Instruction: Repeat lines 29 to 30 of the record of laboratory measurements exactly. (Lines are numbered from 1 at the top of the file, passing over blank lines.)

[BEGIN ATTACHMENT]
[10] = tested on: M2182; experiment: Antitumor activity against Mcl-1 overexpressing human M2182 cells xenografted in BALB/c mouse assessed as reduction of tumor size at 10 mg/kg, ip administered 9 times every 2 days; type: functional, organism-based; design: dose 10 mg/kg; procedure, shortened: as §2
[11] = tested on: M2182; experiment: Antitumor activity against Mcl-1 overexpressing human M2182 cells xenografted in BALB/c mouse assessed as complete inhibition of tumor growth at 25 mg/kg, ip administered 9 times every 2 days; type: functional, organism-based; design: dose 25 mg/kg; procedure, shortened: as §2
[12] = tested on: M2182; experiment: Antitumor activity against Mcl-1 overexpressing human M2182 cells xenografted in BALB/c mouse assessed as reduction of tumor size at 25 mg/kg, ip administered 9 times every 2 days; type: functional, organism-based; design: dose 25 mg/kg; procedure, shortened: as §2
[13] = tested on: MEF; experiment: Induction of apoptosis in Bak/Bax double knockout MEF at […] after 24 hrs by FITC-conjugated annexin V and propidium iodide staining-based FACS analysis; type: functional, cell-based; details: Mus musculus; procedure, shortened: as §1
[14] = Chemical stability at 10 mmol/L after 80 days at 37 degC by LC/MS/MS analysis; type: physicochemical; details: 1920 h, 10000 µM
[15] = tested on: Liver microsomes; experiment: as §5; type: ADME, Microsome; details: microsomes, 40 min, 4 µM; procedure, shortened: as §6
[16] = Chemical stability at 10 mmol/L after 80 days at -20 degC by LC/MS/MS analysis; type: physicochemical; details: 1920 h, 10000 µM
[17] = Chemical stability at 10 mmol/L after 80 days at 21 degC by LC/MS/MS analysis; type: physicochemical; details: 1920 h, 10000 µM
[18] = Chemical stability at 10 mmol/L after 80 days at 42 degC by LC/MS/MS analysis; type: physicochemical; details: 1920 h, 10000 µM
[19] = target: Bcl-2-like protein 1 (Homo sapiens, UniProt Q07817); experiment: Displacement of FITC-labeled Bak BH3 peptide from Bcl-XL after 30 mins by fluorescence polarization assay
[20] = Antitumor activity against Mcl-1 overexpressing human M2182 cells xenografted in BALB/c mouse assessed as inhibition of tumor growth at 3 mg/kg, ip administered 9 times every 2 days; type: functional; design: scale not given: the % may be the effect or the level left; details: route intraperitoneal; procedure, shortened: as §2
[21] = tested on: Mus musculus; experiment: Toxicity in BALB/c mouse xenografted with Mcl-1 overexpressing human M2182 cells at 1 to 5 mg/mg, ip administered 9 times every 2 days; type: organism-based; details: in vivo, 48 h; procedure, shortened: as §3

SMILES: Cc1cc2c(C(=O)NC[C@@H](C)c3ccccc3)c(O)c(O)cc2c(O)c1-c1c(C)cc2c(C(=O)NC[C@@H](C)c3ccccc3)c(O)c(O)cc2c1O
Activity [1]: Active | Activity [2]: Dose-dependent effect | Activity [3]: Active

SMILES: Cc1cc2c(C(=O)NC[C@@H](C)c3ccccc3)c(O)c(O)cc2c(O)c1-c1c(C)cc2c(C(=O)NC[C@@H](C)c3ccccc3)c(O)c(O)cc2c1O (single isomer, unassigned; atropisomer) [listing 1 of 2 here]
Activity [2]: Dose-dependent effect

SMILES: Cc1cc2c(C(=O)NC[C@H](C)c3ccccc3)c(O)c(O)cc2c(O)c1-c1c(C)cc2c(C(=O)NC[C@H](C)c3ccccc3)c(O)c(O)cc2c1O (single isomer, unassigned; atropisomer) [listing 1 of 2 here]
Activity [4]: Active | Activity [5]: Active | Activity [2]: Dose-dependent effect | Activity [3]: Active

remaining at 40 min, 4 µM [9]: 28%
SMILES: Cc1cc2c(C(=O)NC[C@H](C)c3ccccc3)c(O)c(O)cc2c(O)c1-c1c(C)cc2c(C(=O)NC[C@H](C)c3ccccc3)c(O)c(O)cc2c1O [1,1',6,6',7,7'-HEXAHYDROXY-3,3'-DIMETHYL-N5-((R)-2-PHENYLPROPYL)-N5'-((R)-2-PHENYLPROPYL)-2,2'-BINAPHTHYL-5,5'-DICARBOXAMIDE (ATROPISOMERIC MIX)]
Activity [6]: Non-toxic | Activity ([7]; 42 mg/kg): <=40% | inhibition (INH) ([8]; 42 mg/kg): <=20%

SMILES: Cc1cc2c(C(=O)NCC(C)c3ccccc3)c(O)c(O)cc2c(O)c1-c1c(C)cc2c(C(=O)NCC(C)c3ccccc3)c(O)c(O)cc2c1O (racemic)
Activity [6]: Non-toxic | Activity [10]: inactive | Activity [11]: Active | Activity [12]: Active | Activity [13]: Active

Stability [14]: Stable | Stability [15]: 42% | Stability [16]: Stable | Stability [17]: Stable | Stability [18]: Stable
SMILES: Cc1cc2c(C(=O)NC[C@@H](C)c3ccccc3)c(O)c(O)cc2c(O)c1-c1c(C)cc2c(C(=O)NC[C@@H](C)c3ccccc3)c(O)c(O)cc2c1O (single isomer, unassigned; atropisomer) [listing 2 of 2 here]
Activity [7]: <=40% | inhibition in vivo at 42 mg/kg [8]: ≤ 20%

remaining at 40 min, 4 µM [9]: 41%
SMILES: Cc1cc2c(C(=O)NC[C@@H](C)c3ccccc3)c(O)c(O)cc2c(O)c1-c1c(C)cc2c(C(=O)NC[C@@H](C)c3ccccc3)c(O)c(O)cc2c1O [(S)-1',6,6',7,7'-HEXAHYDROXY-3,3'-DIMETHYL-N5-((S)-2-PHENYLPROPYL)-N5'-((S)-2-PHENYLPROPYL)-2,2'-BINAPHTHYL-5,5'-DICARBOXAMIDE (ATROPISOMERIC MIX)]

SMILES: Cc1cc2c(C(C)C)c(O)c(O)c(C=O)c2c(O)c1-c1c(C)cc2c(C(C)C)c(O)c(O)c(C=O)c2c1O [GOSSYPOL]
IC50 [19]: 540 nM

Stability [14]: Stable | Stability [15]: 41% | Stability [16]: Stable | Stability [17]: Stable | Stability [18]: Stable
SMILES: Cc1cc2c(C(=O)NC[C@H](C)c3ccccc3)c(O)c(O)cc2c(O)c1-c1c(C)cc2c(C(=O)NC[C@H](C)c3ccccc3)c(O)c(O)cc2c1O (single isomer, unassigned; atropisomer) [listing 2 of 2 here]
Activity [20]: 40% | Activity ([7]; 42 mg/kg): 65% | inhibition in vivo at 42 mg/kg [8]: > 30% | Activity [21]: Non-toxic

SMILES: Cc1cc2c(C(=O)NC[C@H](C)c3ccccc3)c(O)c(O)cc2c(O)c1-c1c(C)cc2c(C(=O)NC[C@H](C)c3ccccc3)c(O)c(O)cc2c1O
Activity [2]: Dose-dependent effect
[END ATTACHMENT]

SMILES: Cc1cc2c(C(C)C)c(O)c(O)c(C=O)c2c(O)c1-c1c(C)cc2c(C(C)C)c(O)c(O)c(C=O)c2c1O [GOSSYPOL]
IC50 [19]: 540 nM